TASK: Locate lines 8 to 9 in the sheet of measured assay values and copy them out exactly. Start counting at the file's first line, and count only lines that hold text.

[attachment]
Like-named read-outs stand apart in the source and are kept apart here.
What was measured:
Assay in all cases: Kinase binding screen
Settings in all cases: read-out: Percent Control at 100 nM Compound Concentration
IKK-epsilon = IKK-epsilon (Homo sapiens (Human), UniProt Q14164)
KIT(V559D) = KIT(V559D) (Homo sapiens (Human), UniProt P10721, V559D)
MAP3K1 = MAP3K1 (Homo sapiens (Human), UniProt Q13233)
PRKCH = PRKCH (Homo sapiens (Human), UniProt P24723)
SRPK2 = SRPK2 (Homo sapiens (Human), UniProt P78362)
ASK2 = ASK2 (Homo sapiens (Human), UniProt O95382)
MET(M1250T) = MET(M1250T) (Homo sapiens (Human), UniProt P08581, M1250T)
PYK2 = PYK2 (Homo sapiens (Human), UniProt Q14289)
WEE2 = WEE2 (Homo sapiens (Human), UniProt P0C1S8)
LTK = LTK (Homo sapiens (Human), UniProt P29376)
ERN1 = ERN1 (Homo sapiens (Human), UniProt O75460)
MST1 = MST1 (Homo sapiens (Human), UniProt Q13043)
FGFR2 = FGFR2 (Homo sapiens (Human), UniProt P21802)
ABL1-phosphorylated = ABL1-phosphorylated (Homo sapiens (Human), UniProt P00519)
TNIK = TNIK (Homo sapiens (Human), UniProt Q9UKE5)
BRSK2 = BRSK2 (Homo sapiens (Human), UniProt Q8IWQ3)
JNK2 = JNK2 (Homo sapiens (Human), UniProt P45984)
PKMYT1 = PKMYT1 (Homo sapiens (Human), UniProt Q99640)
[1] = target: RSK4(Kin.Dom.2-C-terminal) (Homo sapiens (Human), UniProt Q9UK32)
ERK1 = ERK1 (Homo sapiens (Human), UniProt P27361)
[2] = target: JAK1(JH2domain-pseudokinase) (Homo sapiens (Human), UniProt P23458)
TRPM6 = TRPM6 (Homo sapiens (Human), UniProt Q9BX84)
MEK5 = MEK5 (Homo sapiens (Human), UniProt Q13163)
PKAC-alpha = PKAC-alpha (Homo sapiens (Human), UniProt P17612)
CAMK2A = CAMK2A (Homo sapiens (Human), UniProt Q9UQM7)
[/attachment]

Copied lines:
PRKCH = PRKCH (Homo sapiens (Human), UniProt P24723)
SRPK2 = SRPK2 (Homo sapiens (Human), UniProt P78362)